Nato Secretary General Jens Stoltenberg on Friday said that a Nato-Ukraine council will be inaugurated at the alliance's next summit in Lithuania in July, putting a framework forward for an enhanced political relationship with Kyiv.
"Ukraine will be equal to Nato allies and consult and decide on security issues of mutual concern," Mr Stoltenberg said in Brussels at the end of a two-day summit of Nato defence ministers.
"Our ambition is to have the first meeting of the new council in Vilnius, with [Ukrainian] President Zelenskyy," said Mr Stoltenberg.
Mr Stoltenberg's announcement came against a backdrop of intense discussions among the alliance's 31 allies about how to respond to Ukraine's strong desire to join Nato.
Ukraine wants full membership but there have been rumours that some countries fear that may trigger a full-on war with Russia.
Allies are required to respond collectively to an attack against any of the alliance's members.
Earlier in the day, Germany's Defence Minister Boris Pistorius said that Nato allies may be ready to remove some hurdles in Ukraine's path to joining the alliance.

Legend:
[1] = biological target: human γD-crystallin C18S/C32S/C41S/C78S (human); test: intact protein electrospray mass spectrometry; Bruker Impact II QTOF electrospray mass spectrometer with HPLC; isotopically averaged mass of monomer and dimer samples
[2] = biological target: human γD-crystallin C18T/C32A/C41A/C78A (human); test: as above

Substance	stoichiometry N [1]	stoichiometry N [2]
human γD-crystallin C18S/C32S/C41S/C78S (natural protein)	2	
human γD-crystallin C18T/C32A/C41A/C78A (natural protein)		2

"There are increasing signs that everyone will be able to agree on this," he said in Brussels when asked about reports that the US is open to permitting Kyiv to forgo a formal candidacy process required of some other nations in the past.
"I would be open for this."
Quoting two US officials, news website Politico on Thursday reported that US President Joe Biden would welcome the removal of a Membership Action Plan for Ukraine’s entry into the military alliance.
The plan requires a candidate country to make reforms before its candidacy can be accepted.
Earlier this week, US permanent representative to Nato Julianne Smith said "one or two" countries, which she declined to name, were opposed to Ukraine joining Nato.
Ukraine will be offered an "enhanced political partnership" with Nato at the Vilnius summit, Ms Smith said.
Mr Stoltenberg separately said that defence ministers had reviewed their new regional plans – a first in decades.
Nato had previously seen no need for large-scale defence plans as it fought smaller wars in Afghanistan and Iraq and felt certain post-Soviet Russia no longer posed an existential threat.
"For the first time since the Cold War, we are fully connecting the planning for our collective defence with the planning for our forces, capabilities, and command and control, as well as an enhanced exercise programme for our troops. As a result, Nato will have over 300,000 troops on high readiness," according to Mr Stoltenberg.
Mr Stoltenberg said a final decision would be taken at the Vilnius summit.
He did not answer questions about whether Turkey had blocked the approval of the plans on Friday.
Reuters reported that Ankara objected to the wording of geographical locations, also with regard to Cyprus.